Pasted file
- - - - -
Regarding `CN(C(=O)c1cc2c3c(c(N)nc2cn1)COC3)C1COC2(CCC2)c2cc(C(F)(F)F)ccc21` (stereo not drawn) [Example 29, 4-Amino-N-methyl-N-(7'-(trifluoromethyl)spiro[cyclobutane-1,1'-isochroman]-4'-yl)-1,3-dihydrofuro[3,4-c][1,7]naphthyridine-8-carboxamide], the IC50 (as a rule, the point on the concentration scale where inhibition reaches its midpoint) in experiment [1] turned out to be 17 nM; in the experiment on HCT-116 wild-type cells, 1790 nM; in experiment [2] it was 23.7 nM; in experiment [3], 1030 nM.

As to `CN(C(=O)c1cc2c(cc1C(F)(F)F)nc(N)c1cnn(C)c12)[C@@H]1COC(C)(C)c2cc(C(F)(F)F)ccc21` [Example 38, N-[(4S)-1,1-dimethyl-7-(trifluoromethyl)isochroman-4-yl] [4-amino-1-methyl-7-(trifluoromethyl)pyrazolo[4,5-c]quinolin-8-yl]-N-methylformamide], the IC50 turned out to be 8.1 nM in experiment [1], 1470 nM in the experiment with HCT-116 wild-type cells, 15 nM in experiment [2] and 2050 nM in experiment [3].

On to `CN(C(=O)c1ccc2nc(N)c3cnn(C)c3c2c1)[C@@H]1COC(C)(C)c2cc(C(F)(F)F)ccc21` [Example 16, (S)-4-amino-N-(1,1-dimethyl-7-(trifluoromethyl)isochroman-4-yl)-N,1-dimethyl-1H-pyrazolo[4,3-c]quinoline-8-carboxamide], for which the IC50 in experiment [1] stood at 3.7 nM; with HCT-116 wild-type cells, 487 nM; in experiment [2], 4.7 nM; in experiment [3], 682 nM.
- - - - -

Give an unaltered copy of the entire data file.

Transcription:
Regarding `CN(C(=O)c1cc2c3c(c(N)nc2cn1)COC3)C1COC2(CCC2)c2cc(C(F)(F)F)ccc21` (stereo not drawn) [Example 29, 4-Amino-N-methyl-N-(7'-(trifluoromethyl)spiro[cyclobutane-1,1'-isochroman]-4'-yl)-1,3-dihydrofuro[3,4-c][1,7]naphthyridine-8-carboxamide], the IC50 (as a rule, the point on the concentration scale where inhibition reaches its midpoint) in experiment [1] turned out to be 17 nM; in the experiment on HCT-116 wild-type cells, 1790 nM; in experiment [2] it was 23.7 nM; in experiment [3], 1030 nM.

As to `CN(C(=O)c1cc2c(cc1C(F)(F)F)nc(N)c1cnn(C)c12)[C@@H]1COC(C)(C)c2cc(C(F)(F)F)ccc21` [Example 38, N-[(4S)-1,1-dimethyl-7-(trifluoromethyl)isochroman-4-yl] [4-amino-1-methyl-7-(trifluoromethyl)pyrazolo[4,5-c]quinolin-8-yl]-N-methylformamide], the IC50 turned out to be 8.1 nM in experiment [1], 1470 nM in the experiment with HCT-116 wild-type cells, 15 nM in experiment [2] and 2050 nM in experiment [3].

On to `CN(C(=O)c1ccc2nc(N)c3cnn(C)c3c2c1)[C@@H]1COC(C)(C)c2cc(C(F)(F)F)ccc21` [Example 16, (S)-4-amino-N-(1,1-dimethyl-7-(trifluoromethyl)isochroman-4-yl)-N,1-dimethyl-1H-pyrazolo[4,3-c]quinoline-8-carboxamide], for which the IC50 in experiment [1] stood at 3.7 nM; with HCT-116 wild-type cells, 487 nM; in experiment [2], 4.7 nM; in experiment [3], 682 nM.